Tuesday, 1 July 2014

Almost Ready To Load...


Well another project is nearing completion.  The Captains Flat ore loader has now been given a home and the mini diorama is all but finished.  I say "almost complete" but of course as we all know, there are always details to be added and to magnify that point, the issues are certainly highlighted when you point a camera at the subject and have photos that clearly show the known deficiencies, but... they also tend to show up the unknown as well.  The camera never lies.... is certainly an apt saying in our hobby.

While I am happy with the overall "feel" of the diorama there are some things that I am finding hard to reconcile in my mind.  The most obvious is just how barren the surrounding landscape is.  This certainly mirrors the actual prototype location in latter years...but it seems even more stark when modelling such a small portion of the area.  The ore and the mining operation has rendered the soil almost sterile and as I think I have stated in an earlier post, the lack of any real vegetation is still evident today some 50 odd years since mining activity ceased.  I guess that is why the actual structure and the rail infrastructure needs to be as accurately reproduced  (as my skills will allow) as there is not much else to share centre stage in this project.

To recap...the actual loader is manufactured from laser etched and cut basswood.  The cladding is proprietary corrugated card.  The rails are code 75 nickel silver ( ex flex track ) with copper clad sleepers placed at regular intervals to maintain correct gauge.  The rails are pre weathered before laying. To "hand lay" track I follow the above method and then run a bead of contact adhesive along the bottom of each rail and leave it to go tacky.  I then position the track over pre-laid, ballasted and weathered basswood sleepers and then run along each rail head with a hot soldering iron which tends to remelt the glue and allow adhesion to the sleepers. I am not sure where or when I came across this method and I am not even sure whether it is a popular method to hand lay track...but I find that it gives a brilliant bond.  The other item that needed to be custom manufactured was the wagon weighbridge platform and I was able to portray these items utilising laser cut styrene with an etched pattern to simulate the cast deck and details.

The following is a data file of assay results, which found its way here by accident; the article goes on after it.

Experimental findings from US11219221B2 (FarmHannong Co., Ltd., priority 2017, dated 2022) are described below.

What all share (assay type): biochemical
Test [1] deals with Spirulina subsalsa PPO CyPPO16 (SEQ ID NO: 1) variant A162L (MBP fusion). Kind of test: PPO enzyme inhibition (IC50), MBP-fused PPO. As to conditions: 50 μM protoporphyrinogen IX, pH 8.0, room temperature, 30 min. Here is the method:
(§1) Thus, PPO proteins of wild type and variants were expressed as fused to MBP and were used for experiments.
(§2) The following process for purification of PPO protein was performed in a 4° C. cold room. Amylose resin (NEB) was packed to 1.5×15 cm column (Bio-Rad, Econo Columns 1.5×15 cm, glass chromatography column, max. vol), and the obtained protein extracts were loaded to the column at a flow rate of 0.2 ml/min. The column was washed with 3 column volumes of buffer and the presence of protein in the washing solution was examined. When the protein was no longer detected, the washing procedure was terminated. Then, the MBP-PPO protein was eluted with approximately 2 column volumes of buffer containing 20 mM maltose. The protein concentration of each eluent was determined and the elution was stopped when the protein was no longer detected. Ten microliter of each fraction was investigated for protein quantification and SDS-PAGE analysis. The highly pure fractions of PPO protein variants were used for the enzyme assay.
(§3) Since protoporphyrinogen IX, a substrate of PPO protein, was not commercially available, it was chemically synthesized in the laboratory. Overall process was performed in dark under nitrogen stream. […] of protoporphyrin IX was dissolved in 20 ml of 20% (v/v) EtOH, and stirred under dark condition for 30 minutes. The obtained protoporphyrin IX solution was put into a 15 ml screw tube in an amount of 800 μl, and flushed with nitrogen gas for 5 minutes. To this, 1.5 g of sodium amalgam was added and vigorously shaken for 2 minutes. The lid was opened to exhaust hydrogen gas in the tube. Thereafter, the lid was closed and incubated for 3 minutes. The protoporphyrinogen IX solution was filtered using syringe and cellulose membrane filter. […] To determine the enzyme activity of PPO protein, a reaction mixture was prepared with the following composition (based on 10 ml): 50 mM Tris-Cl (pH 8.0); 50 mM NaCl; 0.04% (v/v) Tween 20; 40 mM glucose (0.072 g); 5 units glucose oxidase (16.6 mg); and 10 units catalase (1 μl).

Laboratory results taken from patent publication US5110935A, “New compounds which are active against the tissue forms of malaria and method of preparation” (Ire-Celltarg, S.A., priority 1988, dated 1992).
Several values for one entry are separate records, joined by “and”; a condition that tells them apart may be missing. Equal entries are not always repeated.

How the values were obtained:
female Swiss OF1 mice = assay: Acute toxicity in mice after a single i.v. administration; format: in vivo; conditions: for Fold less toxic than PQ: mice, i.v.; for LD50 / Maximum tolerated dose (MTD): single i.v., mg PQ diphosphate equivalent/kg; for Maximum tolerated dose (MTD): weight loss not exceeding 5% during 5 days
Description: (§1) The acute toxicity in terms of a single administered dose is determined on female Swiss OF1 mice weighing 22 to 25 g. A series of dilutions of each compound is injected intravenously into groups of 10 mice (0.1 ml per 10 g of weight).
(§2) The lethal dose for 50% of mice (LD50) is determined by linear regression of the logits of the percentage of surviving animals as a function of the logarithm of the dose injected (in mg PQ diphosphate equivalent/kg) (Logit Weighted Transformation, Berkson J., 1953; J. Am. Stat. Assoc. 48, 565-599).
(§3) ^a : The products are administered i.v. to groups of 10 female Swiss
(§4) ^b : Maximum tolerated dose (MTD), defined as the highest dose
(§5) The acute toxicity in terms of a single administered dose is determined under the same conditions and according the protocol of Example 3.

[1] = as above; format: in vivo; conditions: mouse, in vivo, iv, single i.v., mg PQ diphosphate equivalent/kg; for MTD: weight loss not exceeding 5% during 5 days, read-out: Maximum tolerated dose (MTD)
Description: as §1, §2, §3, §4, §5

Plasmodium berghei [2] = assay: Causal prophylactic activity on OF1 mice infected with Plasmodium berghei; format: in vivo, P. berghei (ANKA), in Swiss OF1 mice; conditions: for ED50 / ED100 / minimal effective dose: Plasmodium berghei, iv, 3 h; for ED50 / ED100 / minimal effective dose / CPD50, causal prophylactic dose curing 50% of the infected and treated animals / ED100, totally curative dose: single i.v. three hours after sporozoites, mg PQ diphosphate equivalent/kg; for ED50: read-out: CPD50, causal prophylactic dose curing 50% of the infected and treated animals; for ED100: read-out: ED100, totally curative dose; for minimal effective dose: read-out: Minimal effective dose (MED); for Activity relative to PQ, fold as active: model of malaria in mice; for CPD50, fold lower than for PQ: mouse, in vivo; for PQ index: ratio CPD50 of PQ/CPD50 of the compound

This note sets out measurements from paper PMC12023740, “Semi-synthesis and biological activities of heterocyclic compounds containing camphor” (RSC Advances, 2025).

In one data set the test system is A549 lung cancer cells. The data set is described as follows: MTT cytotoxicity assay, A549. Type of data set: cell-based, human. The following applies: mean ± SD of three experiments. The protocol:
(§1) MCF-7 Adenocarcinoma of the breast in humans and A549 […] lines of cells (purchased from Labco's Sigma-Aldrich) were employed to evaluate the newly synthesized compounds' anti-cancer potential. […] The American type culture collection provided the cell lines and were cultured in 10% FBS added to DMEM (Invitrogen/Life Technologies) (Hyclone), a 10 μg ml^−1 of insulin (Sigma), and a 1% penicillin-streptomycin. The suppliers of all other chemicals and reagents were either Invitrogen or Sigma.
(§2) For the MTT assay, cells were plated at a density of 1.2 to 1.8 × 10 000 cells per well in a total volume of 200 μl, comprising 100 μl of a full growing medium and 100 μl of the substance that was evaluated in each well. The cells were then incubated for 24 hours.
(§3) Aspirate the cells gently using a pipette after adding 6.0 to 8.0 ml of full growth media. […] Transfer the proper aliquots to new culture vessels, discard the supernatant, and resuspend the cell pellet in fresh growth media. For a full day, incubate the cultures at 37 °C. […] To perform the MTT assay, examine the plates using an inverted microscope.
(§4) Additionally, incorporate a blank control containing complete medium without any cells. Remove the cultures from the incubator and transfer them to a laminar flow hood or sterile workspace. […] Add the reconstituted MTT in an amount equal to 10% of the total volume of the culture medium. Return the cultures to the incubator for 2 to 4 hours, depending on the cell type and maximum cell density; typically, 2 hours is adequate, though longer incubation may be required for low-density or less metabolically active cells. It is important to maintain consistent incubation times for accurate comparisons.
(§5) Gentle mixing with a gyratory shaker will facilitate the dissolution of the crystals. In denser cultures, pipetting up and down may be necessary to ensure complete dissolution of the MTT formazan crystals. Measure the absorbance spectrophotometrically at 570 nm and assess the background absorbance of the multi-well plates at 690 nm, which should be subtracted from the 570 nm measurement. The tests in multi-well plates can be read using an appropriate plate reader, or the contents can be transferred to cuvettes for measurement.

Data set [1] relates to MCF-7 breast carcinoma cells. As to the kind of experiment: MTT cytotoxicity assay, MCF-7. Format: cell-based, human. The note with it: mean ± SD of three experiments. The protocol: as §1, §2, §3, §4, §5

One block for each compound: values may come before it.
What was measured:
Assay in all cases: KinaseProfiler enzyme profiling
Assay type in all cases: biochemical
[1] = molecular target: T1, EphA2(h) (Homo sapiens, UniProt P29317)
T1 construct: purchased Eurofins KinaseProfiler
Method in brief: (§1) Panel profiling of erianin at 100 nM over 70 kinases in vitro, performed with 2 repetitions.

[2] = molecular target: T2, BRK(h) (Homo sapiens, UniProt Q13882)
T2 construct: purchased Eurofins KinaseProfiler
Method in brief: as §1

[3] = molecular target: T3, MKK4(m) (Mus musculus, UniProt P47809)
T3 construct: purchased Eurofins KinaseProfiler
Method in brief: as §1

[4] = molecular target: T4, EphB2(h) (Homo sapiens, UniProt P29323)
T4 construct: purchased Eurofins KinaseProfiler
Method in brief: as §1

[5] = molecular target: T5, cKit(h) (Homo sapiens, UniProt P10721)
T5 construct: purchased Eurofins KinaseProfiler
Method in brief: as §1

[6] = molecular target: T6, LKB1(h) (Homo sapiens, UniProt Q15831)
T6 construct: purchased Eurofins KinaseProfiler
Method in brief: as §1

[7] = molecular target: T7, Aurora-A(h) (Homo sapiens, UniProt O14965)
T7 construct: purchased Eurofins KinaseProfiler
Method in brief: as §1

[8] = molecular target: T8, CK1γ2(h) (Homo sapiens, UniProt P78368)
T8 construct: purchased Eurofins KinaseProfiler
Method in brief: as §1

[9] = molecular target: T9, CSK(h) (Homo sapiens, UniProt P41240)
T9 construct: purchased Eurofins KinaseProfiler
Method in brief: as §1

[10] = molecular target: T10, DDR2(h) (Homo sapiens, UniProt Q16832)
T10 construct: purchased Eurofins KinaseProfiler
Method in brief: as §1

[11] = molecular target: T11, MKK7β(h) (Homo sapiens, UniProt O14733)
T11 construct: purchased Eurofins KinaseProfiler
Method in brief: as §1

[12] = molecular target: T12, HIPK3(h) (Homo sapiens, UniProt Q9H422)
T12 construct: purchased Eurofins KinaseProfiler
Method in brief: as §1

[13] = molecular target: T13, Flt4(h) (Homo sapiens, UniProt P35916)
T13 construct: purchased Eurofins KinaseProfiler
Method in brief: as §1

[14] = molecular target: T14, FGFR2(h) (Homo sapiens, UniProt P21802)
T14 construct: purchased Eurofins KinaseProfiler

The scenery is the foam underlay covered in plaster bandage method with an earth coloured plaster slurry over the substrate.  I have then added sieved earth dust collected from adjacent to the "real" Captains Flat loader.  To tie it all together I utilise a neutral set of colours and with the aid of an airbrush, set about highlighting the various shades and shadows that are apparent in the prototype scenery....(well I try anyway).  The grass is just common or garden static grass with added "tufts" in various shapes and lengths.

So...what next?....The road to the loader ramp needs to be completed.  A couple of modified dump trucks will be added as well as a number of minor detail items such as a 44 gallon drum next to the weighbridge deck and a few pieces of  scrap timber and the like. I have yet to add the communication tube and chimney to the weighbridge office.  The one detail item I still need to research is the actual ore.  While my research material shows many black and white photographs of the loader in use...they do not adequately spell out the appearance and more importantly the colour of the ore/slurry mix.  I have a few photos of the mined ore and have added one of these photos to illustrate this post but I am not sure whether this is an adequate sample to prompt a decision.  I have made some calls to locals from the area and hopefully something will turn up.  I feel that is important to get this aspect right as the ore would have littered the area around the loader and would form the basis for any S truck loads to be completed...

And so with this project approaching completion...my mind is wondering what to attack next???






  1. Rod

    The loader looks the 'real deal' and the track is very nicely done, makes me wish I had taken the time to hand lay the track in Cassilis.

    Ray P

  2. Hi Rod.
    Very nicely done,I do like the timber work and corrugated iron. The static grass gives the scene added realism. Regards Peter